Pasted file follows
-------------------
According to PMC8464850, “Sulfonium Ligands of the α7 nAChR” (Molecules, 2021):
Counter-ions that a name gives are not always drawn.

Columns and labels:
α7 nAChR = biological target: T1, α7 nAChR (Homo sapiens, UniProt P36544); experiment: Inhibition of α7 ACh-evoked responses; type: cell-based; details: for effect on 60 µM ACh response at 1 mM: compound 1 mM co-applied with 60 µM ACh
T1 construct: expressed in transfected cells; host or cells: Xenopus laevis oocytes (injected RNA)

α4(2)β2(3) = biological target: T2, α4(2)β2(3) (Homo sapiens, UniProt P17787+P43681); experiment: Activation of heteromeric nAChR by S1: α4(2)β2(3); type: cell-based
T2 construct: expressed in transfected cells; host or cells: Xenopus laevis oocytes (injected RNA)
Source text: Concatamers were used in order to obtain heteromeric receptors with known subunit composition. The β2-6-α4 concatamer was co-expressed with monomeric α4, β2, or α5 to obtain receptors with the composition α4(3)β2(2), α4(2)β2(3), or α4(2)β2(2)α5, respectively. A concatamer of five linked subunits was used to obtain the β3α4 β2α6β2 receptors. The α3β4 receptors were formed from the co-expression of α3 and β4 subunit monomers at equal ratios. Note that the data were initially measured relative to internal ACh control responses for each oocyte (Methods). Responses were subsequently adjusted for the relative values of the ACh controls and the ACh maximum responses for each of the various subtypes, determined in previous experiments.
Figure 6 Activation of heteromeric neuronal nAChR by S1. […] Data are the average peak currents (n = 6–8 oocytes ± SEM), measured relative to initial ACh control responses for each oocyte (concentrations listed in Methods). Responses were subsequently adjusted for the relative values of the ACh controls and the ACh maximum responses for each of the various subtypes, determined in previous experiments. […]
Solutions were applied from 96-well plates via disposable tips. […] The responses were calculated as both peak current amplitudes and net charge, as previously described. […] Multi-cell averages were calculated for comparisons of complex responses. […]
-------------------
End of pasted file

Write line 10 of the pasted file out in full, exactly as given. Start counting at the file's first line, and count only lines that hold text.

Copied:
Solutions were applied from 96-well plates via disposable tips. […] The responses were calculated as both peak current amplitudes and net charge, as previously described. […] Multi-cell averages were calculated for comparisons of complex responses. […]